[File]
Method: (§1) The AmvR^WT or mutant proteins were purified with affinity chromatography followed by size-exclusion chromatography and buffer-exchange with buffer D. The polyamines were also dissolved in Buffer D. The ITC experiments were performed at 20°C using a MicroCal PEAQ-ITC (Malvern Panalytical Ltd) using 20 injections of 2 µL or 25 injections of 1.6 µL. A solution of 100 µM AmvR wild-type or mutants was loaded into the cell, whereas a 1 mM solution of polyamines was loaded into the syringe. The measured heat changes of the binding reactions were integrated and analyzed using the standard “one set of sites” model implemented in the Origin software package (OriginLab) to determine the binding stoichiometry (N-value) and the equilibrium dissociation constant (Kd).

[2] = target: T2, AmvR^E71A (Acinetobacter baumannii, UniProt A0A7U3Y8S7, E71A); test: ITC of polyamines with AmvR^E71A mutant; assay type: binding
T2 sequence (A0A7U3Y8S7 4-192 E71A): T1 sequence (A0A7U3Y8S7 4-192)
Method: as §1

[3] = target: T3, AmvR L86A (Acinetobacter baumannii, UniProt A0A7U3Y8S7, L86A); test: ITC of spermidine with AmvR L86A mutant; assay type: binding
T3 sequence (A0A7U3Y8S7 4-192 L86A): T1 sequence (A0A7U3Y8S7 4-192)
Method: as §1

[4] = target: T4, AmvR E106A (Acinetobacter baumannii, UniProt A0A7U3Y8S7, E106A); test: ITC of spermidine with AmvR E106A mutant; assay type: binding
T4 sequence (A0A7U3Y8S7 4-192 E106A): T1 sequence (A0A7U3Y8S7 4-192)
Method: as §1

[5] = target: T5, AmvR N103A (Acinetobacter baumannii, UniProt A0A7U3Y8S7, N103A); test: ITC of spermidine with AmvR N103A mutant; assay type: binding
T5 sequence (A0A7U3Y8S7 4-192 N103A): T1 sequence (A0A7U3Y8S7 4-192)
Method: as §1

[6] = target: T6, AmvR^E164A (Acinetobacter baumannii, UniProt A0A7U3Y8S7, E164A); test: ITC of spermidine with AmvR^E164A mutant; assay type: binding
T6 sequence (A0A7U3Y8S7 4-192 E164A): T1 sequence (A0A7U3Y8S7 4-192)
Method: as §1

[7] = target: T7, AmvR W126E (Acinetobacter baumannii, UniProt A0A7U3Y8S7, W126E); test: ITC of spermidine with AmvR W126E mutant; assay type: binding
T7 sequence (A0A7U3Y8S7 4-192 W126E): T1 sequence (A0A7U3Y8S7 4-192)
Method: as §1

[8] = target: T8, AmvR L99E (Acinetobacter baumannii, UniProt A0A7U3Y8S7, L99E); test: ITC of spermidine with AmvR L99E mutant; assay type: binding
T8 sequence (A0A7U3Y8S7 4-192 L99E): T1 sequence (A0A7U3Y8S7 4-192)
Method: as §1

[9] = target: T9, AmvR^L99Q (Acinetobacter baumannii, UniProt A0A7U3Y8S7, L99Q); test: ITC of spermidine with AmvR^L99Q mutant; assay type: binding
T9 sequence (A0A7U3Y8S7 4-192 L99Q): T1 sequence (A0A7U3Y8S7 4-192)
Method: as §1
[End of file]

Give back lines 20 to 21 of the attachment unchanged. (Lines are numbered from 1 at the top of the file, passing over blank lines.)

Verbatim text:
[8] = target: T8, AmvR L99E (Acinetobacter baumannii, UniProt A0A7U3Y8S7, L99E); test: ITC of spermidine with AmvR L99E mutant; assay type: binding
T8 sequence (A0A7U3Y8S7 4-192 L99E): T1 sequence (A0A7U3Y8S7 4-192)